Adtaxi released the results of its Super Bowl Viewership and Consumer Streaming Trends Survey, an in-depth look at how consumers nationwide will be watching the Super Bowl, as well as an examination of their digital streaming habits more broadly. Although movies and television series still dominate the streaming world, there are important opportunities for digital advertisers to reach consumers while viewing major sporting events—namely through social media.
The survey revealed that Super Bowl viewership via streaming services is expected to be up 45% from last year, and many viewers will simultaneously engage in secondary media sources to consume event-related content. Indeed, of those watching via traditional television or cable services, a majority (58%) will be using secondary channels for related content. On average, those seeking related content will use 2.1 different channels (e.g., social media, sports websites, group chat, forums), representing key vehicles through which companies can reach audiences with targeted advertisements.
Additional Super Bowl highlights are below:
SUPER BOWL TRENDS
· 3 out of 4 respondents (75%) will be tuning in to this year’s Super Bowl.
· Viewers in the 18- to 29-year-old age group (17%) are most likely to stream the game.
· Nearly half (47%) of all respondents will use secondary media to consume Super Bowl-related content.
· A majority of secondary media users (68%) will use social media.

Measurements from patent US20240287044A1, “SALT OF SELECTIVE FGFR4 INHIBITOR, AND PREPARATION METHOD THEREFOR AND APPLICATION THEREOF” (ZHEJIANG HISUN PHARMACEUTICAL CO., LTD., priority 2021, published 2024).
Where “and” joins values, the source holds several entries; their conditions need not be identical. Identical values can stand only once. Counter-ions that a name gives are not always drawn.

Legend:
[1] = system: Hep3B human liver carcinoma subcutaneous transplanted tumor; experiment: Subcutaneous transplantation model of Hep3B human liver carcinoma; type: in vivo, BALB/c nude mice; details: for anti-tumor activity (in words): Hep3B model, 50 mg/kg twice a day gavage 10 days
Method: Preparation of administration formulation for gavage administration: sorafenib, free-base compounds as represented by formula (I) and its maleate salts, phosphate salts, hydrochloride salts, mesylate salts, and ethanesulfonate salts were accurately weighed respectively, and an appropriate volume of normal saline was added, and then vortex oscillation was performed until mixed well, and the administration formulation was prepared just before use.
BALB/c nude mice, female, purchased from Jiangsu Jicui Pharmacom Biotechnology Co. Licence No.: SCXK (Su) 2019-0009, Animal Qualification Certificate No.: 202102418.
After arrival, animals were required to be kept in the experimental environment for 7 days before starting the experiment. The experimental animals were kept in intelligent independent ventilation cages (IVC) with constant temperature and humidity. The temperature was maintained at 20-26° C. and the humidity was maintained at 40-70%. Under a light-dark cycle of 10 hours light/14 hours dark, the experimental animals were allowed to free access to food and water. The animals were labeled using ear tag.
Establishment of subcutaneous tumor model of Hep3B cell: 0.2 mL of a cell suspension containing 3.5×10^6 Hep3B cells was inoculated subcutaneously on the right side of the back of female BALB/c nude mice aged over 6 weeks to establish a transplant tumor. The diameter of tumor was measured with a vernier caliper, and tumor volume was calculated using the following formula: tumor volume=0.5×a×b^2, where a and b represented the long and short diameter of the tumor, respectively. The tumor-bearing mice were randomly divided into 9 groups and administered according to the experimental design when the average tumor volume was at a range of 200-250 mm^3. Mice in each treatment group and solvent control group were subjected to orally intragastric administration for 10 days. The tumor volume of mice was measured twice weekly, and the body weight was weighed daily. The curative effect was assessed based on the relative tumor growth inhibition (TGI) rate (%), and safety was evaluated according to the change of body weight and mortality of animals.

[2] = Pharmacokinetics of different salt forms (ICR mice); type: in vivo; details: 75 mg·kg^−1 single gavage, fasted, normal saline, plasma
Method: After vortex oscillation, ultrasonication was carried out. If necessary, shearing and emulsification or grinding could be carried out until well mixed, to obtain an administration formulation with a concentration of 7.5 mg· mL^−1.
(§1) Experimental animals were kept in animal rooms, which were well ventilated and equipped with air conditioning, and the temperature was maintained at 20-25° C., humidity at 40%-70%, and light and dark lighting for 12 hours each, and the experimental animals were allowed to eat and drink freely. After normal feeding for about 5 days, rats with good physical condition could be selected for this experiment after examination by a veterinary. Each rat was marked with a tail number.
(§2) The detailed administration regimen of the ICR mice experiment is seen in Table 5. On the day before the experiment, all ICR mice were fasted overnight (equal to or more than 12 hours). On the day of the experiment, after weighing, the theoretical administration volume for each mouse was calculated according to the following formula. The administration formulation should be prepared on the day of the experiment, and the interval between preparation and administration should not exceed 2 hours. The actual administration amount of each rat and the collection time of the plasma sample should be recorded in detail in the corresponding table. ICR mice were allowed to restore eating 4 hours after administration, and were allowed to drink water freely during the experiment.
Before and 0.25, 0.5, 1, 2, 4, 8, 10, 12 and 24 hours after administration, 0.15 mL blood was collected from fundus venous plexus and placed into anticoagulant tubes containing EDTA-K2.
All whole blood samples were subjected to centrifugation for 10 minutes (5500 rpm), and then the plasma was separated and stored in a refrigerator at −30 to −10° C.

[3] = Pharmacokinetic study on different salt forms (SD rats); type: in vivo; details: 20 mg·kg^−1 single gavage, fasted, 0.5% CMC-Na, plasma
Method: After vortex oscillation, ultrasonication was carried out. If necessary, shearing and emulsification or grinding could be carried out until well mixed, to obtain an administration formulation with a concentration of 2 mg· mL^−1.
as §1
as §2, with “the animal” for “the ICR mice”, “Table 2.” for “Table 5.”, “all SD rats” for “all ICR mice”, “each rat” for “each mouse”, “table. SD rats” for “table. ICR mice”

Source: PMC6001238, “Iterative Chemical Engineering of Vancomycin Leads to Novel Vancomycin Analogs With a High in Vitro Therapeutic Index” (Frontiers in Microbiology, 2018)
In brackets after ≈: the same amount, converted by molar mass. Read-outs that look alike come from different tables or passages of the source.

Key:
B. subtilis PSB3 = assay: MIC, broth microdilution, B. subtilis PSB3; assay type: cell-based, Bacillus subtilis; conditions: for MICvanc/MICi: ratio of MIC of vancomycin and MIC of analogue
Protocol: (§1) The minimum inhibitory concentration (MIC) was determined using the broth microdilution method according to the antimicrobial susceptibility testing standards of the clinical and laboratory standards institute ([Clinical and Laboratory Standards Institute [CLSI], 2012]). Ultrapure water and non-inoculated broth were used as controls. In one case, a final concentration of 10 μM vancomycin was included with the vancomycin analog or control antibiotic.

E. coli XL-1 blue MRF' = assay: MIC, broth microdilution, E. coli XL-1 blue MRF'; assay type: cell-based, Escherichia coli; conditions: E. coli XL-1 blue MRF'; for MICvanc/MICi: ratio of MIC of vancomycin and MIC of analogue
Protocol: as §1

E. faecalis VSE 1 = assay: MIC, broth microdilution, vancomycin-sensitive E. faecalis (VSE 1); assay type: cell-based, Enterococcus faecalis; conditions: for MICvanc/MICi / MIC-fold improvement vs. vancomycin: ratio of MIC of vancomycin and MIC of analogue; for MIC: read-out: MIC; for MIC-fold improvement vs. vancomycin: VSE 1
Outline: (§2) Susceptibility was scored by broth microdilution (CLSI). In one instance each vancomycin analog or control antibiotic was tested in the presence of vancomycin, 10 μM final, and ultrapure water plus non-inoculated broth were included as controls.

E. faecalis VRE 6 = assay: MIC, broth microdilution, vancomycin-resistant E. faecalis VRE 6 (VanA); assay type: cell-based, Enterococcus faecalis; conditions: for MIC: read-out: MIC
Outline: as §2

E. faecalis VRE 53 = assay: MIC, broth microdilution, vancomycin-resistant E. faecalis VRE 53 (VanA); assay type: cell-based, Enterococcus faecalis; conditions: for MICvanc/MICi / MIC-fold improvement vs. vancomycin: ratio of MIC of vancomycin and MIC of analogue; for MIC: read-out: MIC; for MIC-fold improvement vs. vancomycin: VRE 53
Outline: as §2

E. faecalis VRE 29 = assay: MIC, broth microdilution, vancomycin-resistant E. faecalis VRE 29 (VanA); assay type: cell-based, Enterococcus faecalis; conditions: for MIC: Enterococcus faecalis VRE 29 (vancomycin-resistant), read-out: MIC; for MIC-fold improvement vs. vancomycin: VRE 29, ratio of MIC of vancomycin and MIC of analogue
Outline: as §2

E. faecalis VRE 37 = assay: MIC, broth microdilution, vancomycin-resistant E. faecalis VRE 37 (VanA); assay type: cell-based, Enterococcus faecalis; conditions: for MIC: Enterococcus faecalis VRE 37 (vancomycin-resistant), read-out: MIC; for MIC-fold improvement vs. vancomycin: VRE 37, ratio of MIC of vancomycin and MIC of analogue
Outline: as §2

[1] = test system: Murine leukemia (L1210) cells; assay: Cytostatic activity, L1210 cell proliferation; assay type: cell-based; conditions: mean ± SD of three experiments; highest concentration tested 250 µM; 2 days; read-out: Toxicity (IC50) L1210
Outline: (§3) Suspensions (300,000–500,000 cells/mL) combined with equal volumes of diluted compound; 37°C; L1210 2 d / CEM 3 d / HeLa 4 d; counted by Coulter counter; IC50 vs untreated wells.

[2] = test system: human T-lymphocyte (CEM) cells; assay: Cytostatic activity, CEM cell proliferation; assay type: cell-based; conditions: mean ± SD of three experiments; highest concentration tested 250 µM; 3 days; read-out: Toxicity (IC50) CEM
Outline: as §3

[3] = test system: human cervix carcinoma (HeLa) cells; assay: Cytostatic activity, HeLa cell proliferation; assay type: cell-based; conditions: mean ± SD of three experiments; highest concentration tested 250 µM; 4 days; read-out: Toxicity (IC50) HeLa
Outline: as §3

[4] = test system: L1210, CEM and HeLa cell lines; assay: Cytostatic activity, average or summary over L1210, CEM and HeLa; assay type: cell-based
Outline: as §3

· 71% of 18- to 29-year-olds will use secondary media—more than any other age group.
· Female respondents (35%) are more likely to use social media than male respondents (29%), while the males (18%) are more likely to use sports sites than the females (10%).
“In today’s media-rich environment, consumers are immersed in a world of screens, and using one platform at a time is no longer enough,” said Chris Loretto, Executive Vice President of Adtaxi. “Viewers—and younger audiences in particular—are not only watching events on the television as they happen, but they are also tweeting and texting about it, or recording their reactions via Snapchat and Facebook Live. This creates a unique opportunity for brands to reach audiences in multiple places at the same time. For instance, a Super Bowl viewer chatting with their friends on Facebook about a television commercial they just saw can simultaneously be targeted with a digital advertisement for the same brand.”
In addition, data revealed that a vast majority of the consumers surveyed—particularly those belonging to younger demographics—now use streaming services, with movies and television overwhelmingly representing the most popular categories.
Key findings surrounding consumer streaming habits are summarized below:
· Nearly 3/4 of respondents (74%) stream content digitally.
· One-third (31%) of respondents consume at least half of their TV programming via streaming.
· 55 percent of 18- to 29-year-old respondents stream at least half of their TV programming.
· Mobile devices (64%) are the most commonly used streaming devices in the last 30 days.
· Saving money (59%) is most popular reason for moving away from traditional cable to digital streaming, followed by wanting to watch on one’s own schedule (56.28%) and avoiding TV commercials (45%).
· Movies (69%) are the most popular type of content streamed in a typical month overall, followed by news programming (37%), sports programming (27%) and awards shows (9%)
· Among the men surveyed, movies (67%) are the most popular type of streaming content, while TV series (74%) are the most popular among female respondents.
“Overall, this data contributes to our growing body of knowledge surrounding consumer demographics, helping us optimize our targeting strategies and reach specific age groups or genders on the appropriate platforms. With a higher degree of precision, we can reach audiences where they are, with the most relevant content possible,” Loretto said. “There is no doubt about it—streaming is on the rise, and advertisers must either adapt to keep up with the rapidly-evolving landscape, or face falling behind.”